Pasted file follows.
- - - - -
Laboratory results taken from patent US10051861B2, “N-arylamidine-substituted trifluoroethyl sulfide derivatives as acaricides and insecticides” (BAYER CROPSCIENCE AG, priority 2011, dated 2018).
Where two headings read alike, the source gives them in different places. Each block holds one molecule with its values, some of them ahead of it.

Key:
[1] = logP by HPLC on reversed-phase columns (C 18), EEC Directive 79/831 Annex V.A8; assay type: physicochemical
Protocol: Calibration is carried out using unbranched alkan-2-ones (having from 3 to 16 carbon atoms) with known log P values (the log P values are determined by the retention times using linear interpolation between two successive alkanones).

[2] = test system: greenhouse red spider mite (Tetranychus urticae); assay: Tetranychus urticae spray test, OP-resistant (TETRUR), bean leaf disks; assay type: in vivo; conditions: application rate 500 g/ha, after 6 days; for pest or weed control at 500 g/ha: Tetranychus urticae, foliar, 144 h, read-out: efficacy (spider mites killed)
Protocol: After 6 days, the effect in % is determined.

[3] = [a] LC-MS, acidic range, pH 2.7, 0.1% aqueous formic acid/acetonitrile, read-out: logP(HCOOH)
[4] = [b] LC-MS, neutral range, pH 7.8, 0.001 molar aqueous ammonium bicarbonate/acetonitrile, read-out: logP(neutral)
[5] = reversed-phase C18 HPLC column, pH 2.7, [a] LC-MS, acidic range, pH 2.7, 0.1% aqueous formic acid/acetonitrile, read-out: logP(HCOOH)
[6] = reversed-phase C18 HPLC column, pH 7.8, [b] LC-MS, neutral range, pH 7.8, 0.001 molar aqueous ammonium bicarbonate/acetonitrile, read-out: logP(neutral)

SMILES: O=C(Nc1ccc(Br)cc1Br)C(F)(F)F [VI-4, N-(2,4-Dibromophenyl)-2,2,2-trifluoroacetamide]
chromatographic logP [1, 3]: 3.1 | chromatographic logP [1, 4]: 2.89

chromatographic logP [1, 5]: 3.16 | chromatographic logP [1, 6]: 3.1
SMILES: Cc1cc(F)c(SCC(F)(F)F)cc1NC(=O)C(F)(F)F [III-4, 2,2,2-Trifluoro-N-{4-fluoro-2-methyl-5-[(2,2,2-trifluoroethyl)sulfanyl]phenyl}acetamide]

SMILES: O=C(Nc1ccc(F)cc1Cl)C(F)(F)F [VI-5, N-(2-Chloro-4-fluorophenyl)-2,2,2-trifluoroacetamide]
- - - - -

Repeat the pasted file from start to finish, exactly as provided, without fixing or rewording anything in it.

Laboratory results taken from patent US10051861B2, “N-arylamidine-substituted trifluoroethyl sulfide derivatives as acaricides and insecticides” (BAYER CROPSCIENCE AG, priority 2011, dated 2018).
Where two headings read alike, the source gives them in different places. Each block holds one molecule with its values, some of them ahead of it.

Key:
[1] = logP by HPLC on reversed-phase columns (C 18), EEC Directive 79/831 Annex V.A8; assay type: physicochemical
Protocol: Calibration is carried out using unbranched alkan-2-ones (having from 3 to 16 carbon atoms) with known log P values (the log P values are determined by the retention times using linear interpolation between two successive alkanones).

[2] = test system: greenhouse red spider mite (Tetranychus urticae); assay: Tetranychus urticae spray test, OP-resistant (TETRUR), bean leaf disks; assay type: in vivo; conditions: application rate 500 g/ha, after 6 days; for pest or weed control at 500 g/ha: Tetranychus urticae, foliar, 144 h, read-out: efficacy (spider mites killed)
Protocol: After 6 days, the effect in % is determined.

[3] = [a] LC-MS, acidic range, pH 2.7, 0.1% aqueous formic acid/acetonitrile, read-out: logP(HCOOH)
[4] = [b] LC-MS, neutral range, pH 7.8, 0.001 molar aqueous ammonium bicarbonate/acetonitrile, read-out: logP(neutral)
[5] = reversed-phase C18 HPLC column, pH 2.7, [a] LC-MS, acidic range, pH 2.7, 0.1% aqueous formic acid/acetonitrile, read-out: logP(HCOOH)
[6] = reversed-phase C18 HPLC column, pH 7.8, [b] LC-MS, neutral range, pH 7.8, 0.001 molar aqueous ammonium bicarbonate/acetonitrile, read-out: logP(neutral)

SMILES: O=C(Nc1ccc(Br)cc1Br)C(F)(F)F [VI-4, N-(2,4-Dibromophenyl)-2,2,2-trifluoroacetamide]
chromatographic logP [1, 3]: 3.1 | chromatographic logP [1, 4]: 2.89

chromatographic logP [1, 5]: 3.16 | chromatographic logP [1, 6]: 3.1
SMILES: Cc1cc(F)c(SCC(F)(F)F)cc1NC(=O)C(F)(F)F [III-4, 2,2,2-Trifluoro-N-{4-fluoro-2-methyl-5-[(2,2,2-trifluoroethyl)sulfanyl]phenyl}acetamide]

SMILES: O=C(Nc1ccc(F)cc1Cl)C(F)(F)F [VI-5, N-(2-Chloro-4-fluorophenyl)-2,2,2-trifluoroacetamide]